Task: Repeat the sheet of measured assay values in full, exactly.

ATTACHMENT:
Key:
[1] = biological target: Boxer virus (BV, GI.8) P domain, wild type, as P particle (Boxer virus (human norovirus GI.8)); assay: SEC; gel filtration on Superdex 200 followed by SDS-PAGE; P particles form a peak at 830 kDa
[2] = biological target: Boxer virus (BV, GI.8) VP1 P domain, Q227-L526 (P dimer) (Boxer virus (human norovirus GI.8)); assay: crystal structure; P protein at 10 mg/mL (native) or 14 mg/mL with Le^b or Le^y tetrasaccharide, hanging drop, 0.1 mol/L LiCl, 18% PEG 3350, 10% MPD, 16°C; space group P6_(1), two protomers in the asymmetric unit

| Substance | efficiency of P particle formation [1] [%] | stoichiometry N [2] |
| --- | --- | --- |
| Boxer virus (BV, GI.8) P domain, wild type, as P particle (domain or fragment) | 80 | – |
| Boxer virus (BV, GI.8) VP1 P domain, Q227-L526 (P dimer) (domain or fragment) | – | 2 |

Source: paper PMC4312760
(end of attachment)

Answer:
Key:
[1] = biological target: Boxer virus (BV, GI.8) P domain, wild type, as P particle (Boxer virus (human norovirus GI.8)); assay: SEC; gel filtration on Superdex 200 followed by SDS-PAGE; P particles form a peak at 830 kDa
[2] = biological target: Boxer virus (BV, GI.8) VP1 P domain, Q227-L526 (P dimer) (Boxer virus (human norovirus GI.8)); assay: crystal structure; P protein at 10 mg/mL (native) or 14 mg/mL with Le^b or Le^y tetrasaccharide, hanging drop, 0.1 mol/L LiCl, 18% PEG 3350, 10% MPD, 16°C; space group P6_(1), two protomers in the asymmetric unit

| Substance | efficiency of P particle formation [1] [%] | stoichiometry N [2] |
| --- | --- | --- |
| Boxer virus (BV, GI.8) P domain, wild type, as P particle (domain or fragment) | 80 | – |
| Boxer virus (BV, GI.8) VP1 P domain, Q227-L526 (P dimer) (domain or fragment) | – | 2 |

Source: paper PMC4312760